Tim Niland
A hitman known only as The Butcher’s Boy is cutting a swath through the western United states, killing a labor leader and a United States senator among others. Meanwhile, in Washington, inexperienced Justice Department analyst Elizabeth Waring thinks she sees a pattern in unusual murders and flies to California to investigate. After the killer completes his high-wire murder of the Senator, he moves along to Las Vegas to relax and collect his fee, sporting cuts and bruises he suffered after getti ...more
As suspense/thrillers go, this one was top shelf. Although first published in 1982, it has held up well 30+ years later, and in my opinion it is well deserving of the Edgar Award it received. The plot revolves around an unnamed professional hit man who is, not surprisingly, connected to the Vegas underworld, and a young, inexperienced-in-the-field Justice Dept. analyst, Elizabeth Waring, who realizes that there is a serial killer on the loose. The two characters act and carry on separately throu ...more
The novel tells the overlapping narratives of a hit-man known as "The Butcher's Boy" who gets caught amid tensions of the organized crime assortment, and an intelligent and hard-working Justice Department crime analyst on her first field assignment. The Butcher's Boy is a good read, both tense and interesting. The tension is generated by a smart, nameless hit-man trying to outrun the criminals determined to find and kill him. The interesting bits come from the fact that the various judicial part ...more
Dec 06, 2012 Steve rated it 4 of 5 stars  ·  review of another edition
Recommends it for: those who read for entertainment
An early 80s Edgar Award winner, this wonderful adventure pits Department of Justice prodigy Elizabeth Waring against The Butcher’s Boy, the professional assassin who remains nameless throughout the book. He’s good at his job. Two early murders, one of an influential U.S. Senator, put the Department of Justice and Elizabeth and her co-workers, sometimes in uneasy alliance with the FBI and local law enforcement, on the trail of an unknown murderer, maybe two since they aren’t sure if the homicide ...more
In the introduction to this 1983 Edgar winner for best first novel, Michael Connelly promises the reader a great suspense ride and the book lives up to it. A lean, spare prose style with a dual narrative that follows a Justice Department employee and the title character that was read with a low key style by Michael Kramer made this an enjoyable audio.
A rising analyst in the Justice Department, Elizabeth Waring, finds an improbable link between the death by dynamite of a union representative and the deadly heart attack of a U.S. Senator from Colorado. As it turns out, both were killed by an assassin working for the Mafia, who seeks retribution when they try to kill him too. Fast paced and Perry won a prestigious award for this, his first novel.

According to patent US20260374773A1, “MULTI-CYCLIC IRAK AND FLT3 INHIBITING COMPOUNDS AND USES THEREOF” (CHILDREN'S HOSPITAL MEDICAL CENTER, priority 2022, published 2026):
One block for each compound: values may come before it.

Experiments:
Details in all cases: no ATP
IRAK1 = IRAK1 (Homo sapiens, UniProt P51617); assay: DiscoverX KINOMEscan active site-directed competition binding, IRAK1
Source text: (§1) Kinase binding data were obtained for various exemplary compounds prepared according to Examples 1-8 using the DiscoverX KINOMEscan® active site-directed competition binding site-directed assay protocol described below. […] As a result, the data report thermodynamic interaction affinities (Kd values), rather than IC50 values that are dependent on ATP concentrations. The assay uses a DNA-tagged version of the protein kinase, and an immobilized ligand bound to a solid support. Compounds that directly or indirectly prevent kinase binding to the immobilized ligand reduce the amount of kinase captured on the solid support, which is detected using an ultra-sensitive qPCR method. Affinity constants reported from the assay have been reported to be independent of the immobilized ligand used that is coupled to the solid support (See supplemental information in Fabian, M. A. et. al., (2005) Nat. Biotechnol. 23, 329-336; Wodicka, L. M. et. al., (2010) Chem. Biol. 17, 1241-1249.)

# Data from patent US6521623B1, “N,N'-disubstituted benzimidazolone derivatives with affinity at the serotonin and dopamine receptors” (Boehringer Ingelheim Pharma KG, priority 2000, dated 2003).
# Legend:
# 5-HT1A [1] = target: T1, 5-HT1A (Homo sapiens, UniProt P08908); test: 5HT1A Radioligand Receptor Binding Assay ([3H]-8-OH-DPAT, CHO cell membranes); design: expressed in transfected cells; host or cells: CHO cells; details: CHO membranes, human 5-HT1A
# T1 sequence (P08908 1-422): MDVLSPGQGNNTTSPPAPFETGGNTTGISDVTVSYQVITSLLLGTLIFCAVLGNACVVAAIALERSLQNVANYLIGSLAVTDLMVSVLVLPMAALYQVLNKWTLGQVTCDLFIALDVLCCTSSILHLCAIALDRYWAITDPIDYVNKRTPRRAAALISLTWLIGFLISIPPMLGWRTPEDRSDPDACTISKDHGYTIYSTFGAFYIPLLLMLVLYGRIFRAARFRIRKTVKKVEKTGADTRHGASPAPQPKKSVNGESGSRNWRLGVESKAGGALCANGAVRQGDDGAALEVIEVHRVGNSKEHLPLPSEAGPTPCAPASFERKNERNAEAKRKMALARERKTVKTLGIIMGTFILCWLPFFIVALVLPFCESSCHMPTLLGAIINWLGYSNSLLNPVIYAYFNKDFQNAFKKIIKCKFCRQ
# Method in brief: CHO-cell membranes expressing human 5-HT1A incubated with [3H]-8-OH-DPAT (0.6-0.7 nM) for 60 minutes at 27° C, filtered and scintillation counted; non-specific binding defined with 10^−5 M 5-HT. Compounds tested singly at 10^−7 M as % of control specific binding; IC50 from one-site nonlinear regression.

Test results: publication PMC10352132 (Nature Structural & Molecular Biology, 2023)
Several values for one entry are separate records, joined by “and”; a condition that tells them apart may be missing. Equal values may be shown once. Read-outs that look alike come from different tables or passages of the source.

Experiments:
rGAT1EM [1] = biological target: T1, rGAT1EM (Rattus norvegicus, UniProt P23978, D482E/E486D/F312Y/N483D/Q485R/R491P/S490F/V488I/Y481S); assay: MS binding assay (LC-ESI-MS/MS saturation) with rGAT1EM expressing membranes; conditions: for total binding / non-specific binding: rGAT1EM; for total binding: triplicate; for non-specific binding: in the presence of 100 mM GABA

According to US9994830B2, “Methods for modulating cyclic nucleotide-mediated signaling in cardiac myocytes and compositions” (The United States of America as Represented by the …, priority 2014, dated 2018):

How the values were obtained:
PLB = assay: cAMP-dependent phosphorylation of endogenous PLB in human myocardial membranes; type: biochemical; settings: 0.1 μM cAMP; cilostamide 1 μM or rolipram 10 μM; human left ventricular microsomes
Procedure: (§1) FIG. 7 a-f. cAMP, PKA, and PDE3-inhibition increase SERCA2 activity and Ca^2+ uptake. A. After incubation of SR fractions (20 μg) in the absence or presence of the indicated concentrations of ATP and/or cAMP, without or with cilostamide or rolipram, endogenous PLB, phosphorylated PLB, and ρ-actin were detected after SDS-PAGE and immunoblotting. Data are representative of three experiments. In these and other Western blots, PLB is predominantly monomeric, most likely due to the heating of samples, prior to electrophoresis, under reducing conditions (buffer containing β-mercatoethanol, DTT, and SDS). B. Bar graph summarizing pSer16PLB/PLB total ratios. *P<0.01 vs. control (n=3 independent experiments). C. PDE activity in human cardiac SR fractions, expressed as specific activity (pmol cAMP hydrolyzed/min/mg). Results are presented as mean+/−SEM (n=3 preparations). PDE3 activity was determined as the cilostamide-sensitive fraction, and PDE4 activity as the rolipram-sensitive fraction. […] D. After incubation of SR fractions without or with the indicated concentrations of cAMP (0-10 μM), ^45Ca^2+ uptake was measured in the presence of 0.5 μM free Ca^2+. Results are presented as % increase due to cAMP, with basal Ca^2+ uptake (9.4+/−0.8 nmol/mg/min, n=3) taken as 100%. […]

Leon Aldrich
Perry's debut assassin novel hit all the right "reading" hunger pains. Now that I'm gorged, do I take a nap or run down to the library for the next book?
Thomas Perry's first novel, "The Butcher's Boy" is a suspenseful thriller that delivers. With some wonderfully woven characters and snappy dialog this novel is very enjoyable reading. It reads very quickly with some interesting twists before ending. Without a doubt a solid 5 star out of a possible 5 stars. With every Thomas Perry book there's never any question it will be an outstanding read ! Do yourself a flavor and dial into author Perry's books.
Reading this book, I realized that the lack of cell phones, PDA, and the internet created a whole other world of tension, misdirection, and intrigue for the detective genre.

Enjoyed this book, but not as much as the Jane Whitefield series.
I have long enjoyed Perrys work, the Jane Whitefield stuff was great so I was pretty stoked when I picked up this old novel at a used book store. The story is good and it all putts along pretty good until the end when Perry just races through a finale that should have spanned two more chapters. It ruined what might have been a fairly ok book. The assassin character was very well drawn and made what was good in the book. Perry, as an author got better later but Butchers Boy wasn't the kind of boo ...more
Hugh McBride
In a word: tremendous. A highly engaging, well crafted crime novel -- made all the more impressive by Perry's ability to get the reader to identify with main characters on each side of the law (Justice Dept. analyst Elizabeth Waring & the title character -- an otherwise unnamed professional hitman). Tight plotting, & excellent job of explaining enough to engage/inform the reader while leaving enough "in the shadows" to continue the sense of mystery that permeates the world in which the n ...more
This is an interesting twist on a crime novel. The premise is that the Justice Dept. has a group of people seeking to identify professional killers for hire. With this information, the reader observes a cold-blooded killer – a hit man for the mob – working in his “chosen profession” … And this guy knows his stuff!